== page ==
Liverpool's Habitat for Humanity Project Excels at Construction Awards
A LIVERPOOL housing project that's helping low-paid people get onto the property ladder has triumphed at the North West Regional Construction Awards.
Charity Makes Ownership Dream a Reality
Liverpool Habitat for Humanity (LHFH) is building 32 three-bedroom homes on just over two acres of land donated by the Roman Catholic Archdiocese in Kingsley Road, Toxteth. Drummers and singers gathered at the site to celebrate the completion of Phase 1 of the project, the first in the North West and the UK's largest
The Liverpool Habitat for Humanity scheme, which is currently, received the ‘People and Jobs' award at the ceremony to celebrate the most innovative construction projects in the region.
Judges praised the project for its "outstanding contribution to social development and cohesion within the heartland of Liverpool.," at the annual ceremony, which took place at the Hilton Hotel, Manchester. Next year's event will be held in Liverpool.
The Granby/Toxteth project is one of only a handful of Habitat for Humanity builds in the UK and the first in the north west.
The international charity is dedicated to eliminating global poverty housing and relies on donations of money and materials, as well as the labour of volunteers and future homeowners alike to build homes.
The scheme is unique in that it allows home buyers not only to afford a brand new home, but they can take pride in knowing they have helped to build it.
In Liverpool, prospective home owners are given the opportunity to substitute a costly cash deposit by instead investing 500 hours of ‘sweat equity' on the construction of their new home. This labour then counts as a £10,000 down payment on the property.
The home buyers work closely with other volunteers, under the supervision of trained site managers, and many businesses from across Liverpool and the north west have also been on site to volunteer in team building sessions.
The development is situated on just over two acres of land on Kingsley Road, in Liverpool 8, which was donated by the Roman Catholic Church. The first three homes within the development are due to be finished this summer and the whole scheme is expected to take around five years.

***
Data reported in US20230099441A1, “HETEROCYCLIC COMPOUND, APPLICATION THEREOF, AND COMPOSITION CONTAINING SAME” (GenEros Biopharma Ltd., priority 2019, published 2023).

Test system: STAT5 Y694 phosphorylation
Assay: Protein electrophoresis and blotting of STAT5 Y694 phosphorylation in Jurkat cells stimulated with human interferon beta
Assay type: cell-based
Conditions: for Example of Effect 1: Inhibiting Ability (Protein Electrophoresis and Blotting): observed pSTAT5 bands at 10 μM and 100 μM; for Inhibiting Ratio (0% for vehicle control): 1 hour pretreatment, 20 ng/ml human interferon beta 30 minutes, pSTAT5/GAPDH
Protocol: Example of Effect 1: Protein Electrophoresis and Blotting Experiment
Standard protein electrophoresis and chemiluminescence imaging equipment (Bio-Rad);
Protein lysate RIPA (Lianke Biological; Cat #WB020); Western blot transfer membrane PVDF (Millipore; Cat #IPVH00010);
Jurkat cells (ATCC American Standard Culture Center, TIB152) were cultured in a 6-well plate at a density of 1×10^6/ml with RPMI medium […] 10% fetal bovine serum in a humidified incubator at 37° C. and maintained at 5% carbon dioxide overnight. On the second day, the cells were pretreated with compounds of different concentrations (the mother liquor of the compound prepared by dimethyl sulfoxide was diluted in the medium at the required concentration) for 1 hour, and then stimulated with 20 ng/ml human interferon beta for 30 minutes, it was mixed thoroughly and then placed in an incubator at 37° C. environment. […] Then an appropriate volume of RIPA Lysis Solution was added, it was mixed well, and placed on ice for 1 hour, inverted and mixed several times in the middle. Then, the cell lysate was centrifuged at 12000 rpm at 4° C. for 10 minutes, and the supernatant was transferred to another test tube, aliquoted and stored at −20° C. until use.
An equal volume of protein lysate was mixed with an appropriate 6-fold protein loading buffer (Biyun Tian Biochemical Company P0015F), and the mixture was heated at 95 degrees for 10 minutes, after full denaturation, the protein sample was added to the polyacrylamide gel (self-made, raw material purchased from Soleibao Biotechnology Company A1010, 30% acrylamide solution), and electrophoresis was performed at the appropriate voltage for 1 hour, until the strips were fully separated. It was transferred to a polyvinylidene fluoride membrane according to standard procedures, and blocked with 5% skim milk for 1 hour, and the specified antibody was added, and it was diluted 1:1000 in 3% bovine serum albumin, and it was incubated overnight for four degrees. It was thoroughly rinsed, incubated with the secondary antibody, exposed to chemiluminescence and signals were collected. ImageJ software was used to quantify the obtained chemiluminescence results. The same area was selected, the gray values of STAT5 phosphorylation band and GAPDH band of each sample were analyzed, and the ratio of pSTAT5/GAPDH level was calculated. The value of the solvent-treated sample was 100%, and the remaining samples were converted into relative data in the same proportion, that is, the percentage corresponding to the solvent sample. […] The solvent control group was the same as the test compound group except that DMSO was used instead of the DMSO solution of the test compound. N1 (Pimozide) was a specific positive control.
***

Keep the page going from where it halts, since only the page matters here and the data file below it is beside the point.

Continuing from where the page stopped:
On receiving the award, Chair of Liverpool Habitat for Humanity, Rev. Shannon Ledbetter commented: "The People and Jobs category is contested by schemes that have stimulated economic activity in areas remote from growth.
We are delighted that our project was recognised for the role it has played in helping local people to develop new skills, whilst at the same time creating decent, low-cost housing."
Making it a double celebration for Liverpool Habitat for Humanity, the scheme has also been recognised as an innovative and positive influence on the construction industry and has been put forward as a ‘Constructing Excellence National Demonstration Project'.
Administered by ‘Constructing Excellence in the built environment' - a unique bridge between industry, clients, government and the research community - Demonstration Projects are live construction projects that are innovating or applying an element of best practice, which it is hoped will lead to a step-change in performance for the organisations involved.
Shannon adds: "It is fantastic that we are being recognised as an example of an innovative housing scheme and at the forefront for positive change in construction."
For further information about applying for a property or volunteering with Liverpool Habitat for Humanity, tel: 0151 280 6232, e-mail: firstname.lastname@example.org, or visit: www.liverpoolhfh.org.uk.
The 2008 North West Regional Construction awards will be held in the new Liverpool Convention Centre to coincide with Liverpool's European Capital of Culture status. Applicants will be invited from July 1st 2007. For further information check at: www.ccinw.com.
Further information on National Demonstration Projects: www.constructingexcellence.org.uk/resources/demonstrationprojects